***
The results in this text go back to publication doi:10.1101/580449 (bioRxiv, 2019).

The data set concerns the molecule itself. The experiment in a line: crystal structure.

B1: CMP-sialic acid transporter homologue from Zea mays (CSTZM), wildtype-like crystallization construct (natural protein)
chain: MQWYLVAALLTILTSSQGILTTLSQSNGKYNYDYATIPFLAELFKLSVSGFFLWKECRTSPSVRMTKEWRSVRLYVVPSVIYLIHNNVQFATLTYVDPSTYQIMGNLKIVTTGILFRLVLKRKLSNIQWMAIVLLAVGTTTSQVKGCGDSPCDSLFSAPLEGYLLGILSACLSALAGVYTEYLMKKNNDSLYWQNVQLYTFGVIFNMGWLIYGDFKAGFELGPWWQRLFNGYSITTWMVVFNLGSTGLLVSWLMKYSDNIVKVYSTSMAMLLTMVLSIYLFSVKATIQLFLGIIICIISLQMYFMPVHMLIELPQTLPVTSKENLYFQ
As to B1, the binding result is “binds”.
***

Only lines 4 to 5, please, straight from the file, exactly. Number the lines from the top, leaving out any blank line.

chain: MQWYLVAALLTILTSSQGILTTLSQSNGKYNYDYATIPFLAELFKLSVSGFFLWKECRTSPSVRMTKEWRSVRLYVVPSVIYLIHNNVQFATLTYVDPSTYQIMGNLKIVTTGILFRLVLKRKLSNIQWMAIVLLAVGTTTSQVKGCGDSPCDSLFSAPLEGYLLGILSACLSALAGVYTEYLMKKNNDSLYWQNVQLYTFGVIFNMGWLIYGDFKAGFELGPWWQRLFNGYSITTWMVVFNLGSTGLLVSWLMKYSDNIVKVYSTSMAMLLTMVLSIYLFSVKATIQLFLGIIICIISLQMYFMPVHMLIELPQTLPVTSKENLYFQ
As to B1, the binding result is “binds”.